During this time period, it is unlikely that a black man will rise to the rank of a CEO. How does this apply to A Raisin in the Sun?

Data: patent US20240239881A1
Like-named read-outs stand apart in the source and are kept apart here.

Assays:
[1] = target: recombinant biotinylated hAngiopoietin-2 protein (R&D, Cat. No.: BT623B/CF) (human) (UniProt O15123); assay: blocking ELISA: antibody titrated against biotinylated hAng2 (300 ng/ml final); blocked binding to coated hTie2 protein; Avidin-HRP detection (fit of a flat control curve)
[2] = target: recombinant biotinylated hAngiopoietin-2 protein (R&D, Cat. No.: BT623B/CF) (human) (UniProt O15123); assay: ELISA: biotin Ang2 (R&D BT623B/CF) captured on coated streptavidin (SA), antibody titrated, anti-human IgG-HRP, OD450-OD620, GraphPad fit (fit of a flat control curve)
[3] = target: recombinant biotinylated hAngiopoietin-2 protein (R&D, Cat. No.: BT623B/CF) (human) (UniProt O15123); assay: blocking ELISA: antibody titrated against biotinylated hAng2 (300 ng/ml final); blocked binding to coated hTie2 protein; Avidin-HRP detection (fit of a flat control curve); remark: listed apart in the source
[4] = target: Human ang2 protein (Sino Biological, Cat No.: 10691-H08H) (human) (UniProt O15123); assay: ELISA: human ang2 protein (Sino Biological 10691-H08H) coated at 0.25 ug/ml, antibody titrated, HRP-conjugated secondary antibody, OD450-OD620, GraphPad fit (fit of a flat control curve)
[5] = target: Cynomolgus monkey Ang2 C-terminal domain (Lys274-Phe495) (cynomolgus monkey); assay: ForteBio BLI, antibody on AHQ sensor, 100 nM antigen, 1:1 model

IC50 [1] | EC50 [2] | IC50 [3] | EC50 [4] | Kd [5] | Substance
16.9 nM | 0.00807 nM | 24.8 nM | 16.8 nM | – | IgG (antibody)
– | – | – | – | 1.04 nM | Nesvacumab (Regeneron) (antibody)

In A Raisin in the Sun, Walter tells his son Travis that he wants to one day become the CEO (Chief Executive Officer) of his own company. But the play is set in Chicago during the 1950s, and since the Civil Rights movement has not reached its fruition, the opportunities for black Americans were limited. As a result, it is unlikely that Walter would be able to realize his dream. However, Walter's desires show that he believes in the idealistic vision of the American Dream. Walter believes that if he works hard and takes advantage of the opportunties that come to him, then he will one day be able to reap the benefits of his effort. He also believes that his race should not limit the opportunities that come to him and his family.